PhD Defense by Dan Li

Event Details
  • Date/Time:
    • Monday June 21, 2021
      10:00 am - 2:00 pm
  • Location: Atlanta, GA; REMOTE
  • Phone:
  • URL: Bluejeans
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  • Fee(s):
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Summary Sentence: : Online Detection Against Cyberattacks in Cyber-Physical Systems

Full Summary: No summary paragraph submitted.

Thesis Title: Online Detection Against Cyberattacks in Cyber-Physical Systems



Dr. Nagi Gebraeel, School of Industrial and Systems Engineering, Georgia Tech

Dr. Kamran Paynabar, School of Industrial and Systems Engineering, Georgia Tech


Committee Members:

Dr. Jianjun Shi, School of Industrial and Systems Engineering, Georgia Tech

Dr. Sakis Meliopoulos, School of Electrical and Computer Engineering, Georgia Tech

Dr. Deepakraj Divan, School of Electrical and Computer Engineering, Georgia Tech


Date and Time: Monday, June 21, 2021, @ 10:00 am (EST)


Meeting URL (BlueJeans):

Meeting ID (BlueJeans): 217961482




Initiatives like Industry 4.0 and technological frameworks such as the Internet-of-Things have prompted a growing wave of digital transformation across numerous industrial sectors ranging from manufacturing and power generation plants to critical infrastructure systems like power networks, waste-water management, and natural gas pipeline networks. The transformation of these systems into cyber-physical systems (CPSs) has also created unique cybersecurity vulnerabilities. This thesis focuses on detecting and identifying cyberattacks that target the physical performance and reliability of these systems.


In Chapter 2, we develop an integrated data-driven framework for detecting replay cyberattacks in industrial plants and distinguishing them from naturally occurring equipment faults. We explore how to differentiate replay attacks from four types of equipment fault scenarios namely, controller fault, plant fault, sensor fault, and plant degradation. We derive unique statistical measures and a unique coding scheme for all fault/attack combinations to identify each type of fault and differentiate it from a replay attack. We evaluate our methodology through extensive numerical studies and demonstrate its applicability on a rotating machinery application.


Chapter 3 focuses on covert attacks, specifically attacks that target the reliability of critical industrial assets by accelerating their physical degradation. We derive the generic covert attack model under a linear time-invariant dynamic system setting represented by a state-space model and parameterize the relationship between the operating conditions of the plant and the degradation rate of the asset. We derive the mean shift of the residuals under degradation and use that as the basis to identify abnormal degradation rates caused by a covert cyberattack. We design two likelihood ratio tests that use residuals to estimate the onsets of degradation and detect a covert attack. We investigate the impact of system dynamics and severity of a covert attack on detection delay using an extensive numerical study. We also apply our detection model to a rotating machinery testbed.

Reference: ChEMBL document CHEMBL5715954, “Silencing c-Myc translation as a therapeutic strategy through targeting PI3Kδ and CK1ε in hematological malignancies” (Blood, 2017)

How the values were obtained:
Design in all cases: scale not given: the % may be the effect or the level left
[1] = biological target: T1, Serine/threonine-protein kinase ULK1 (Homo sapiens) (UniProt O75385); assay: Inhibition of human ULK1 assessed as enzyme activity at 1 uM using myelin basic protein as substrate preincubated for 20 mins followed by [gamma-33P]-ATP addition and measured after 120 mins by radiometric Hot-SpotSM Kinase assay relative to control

In contrast to Chapters 2 and 3 that focus on individual plants, Chapter 4 develops a cyberattack detection and localization framework for power transmission systems comprised of an Independent System operator (ISO) and multiple Regional Control Centers (RCCs). We demonstrate a generic mechanism of covert attacks on a regional control center under the setting of a networked power generation control operated by the RCCs and managed by the ISO.  We use the Sparse Group Lasso (SGL) coupled with the system state estimation to extract and differentiate the impact of a covert attack on the attacked region and its neighboring regions, which is represented by the SGL coefficients. These coefficients are used as the basis of our attack detection and localization scheme, where the magnitude of the coefficients is used for detection, and the sparsity of the coefficients is used for localization. We demonstrate the effectiveness of our proposed method through a simulation study on the IEEE 14-bus and the IEEE 118-bus system models.


In Chapter 5, we extend the power network model to a generic cyber-physical network setting where multiple assets are connected with a control center. We develop a data-driven framework that can be used to detect, diagnose, and localize a type of cyberattack called covert attacks on industrial CPS networks. The framework has a hybrid design that combines an autoencoder, a recurrent neural network (RNN) with a Long-Short-Term-Memory (LSTM) layer, and a Deep Neural Network (DNN). This data-driven framework considers the temporal behavior of a generic physical system that extracts features from the time series of the sensor measurements that can be used for detecting covert attacks, distinguishing them from equipment faults, as well as localize the attack/fault. We evaluate the performance of the proposed method through a realistic simulation study on the IEEE 14-bus model as a typical example of a CPS network. We compare the performance of the proposed method with the traditional model-based method to show its applicability and efficacy.

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Phd Defense
  • Created By: Tatianna Richardson
  • Workflow Status: Published
  • Created On: Jun 7, 2021 - 4:45pm
  • Last Updated: Jun 7, 2021 - 4:45pm